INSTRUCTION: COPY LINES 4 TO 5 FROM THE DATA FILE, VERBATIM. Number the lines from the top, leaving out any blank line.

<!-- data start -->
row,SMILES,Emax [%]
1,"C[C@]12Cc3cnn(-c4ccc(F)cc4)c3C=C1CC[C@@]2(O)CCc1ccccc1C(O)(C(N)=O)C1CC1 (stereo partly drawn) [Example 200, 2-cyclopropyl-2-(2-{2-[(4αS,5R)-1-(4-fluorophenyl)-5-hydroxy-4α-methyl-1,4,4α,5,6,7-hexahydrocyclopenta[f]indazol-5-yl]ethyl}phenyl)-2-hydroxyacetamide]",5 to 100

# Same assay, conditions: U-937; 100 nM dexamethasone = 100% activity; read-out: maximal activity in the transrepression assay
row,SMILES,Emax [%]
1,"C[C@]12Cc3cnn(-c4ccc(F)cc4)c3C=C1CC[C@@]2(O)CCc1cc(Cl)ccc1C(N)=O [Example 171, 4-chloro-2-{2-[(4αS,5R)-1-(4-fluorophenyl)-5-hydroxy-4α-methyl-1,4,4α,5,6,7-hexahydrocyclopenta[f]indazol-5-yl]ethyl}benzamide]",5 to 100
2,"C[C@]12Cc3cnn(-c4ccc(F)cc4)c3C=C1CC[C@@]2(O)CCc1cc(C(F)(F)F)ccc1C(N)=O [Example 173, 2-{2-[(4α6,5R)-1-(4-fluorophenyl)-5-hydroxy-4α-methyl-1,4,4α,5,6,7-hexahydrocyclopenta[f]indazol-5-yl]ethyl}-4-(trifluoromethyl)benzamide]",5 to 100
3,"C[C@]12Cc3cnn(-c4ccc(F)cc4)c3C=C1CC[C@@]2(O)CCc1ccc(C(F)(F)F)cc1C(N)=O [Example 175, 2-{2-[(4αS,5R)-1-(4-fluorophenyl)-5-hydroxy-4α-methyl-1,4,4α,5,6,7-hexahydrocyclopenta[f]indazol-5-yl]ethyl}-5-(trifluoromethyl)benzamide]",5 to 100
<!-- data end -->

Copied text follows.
row,SMILES,Emax [%]
1,"C[C@]12Cc3cnn(-c4ccc(F)cc4)c3C=C1CC[C@@]2(O)CCc1cc(Cl)ccc1C(N)=O [Example 171, 4-chloro-2-{2-[(4αS,5R)-1-(4-fluorophenyl)-5-hydroxy-4α-methyl-1,4,4α,5,6,7-hexahydrocyclopenta[f]indazol-5-yl]ethyl}benzamide]",5 to 100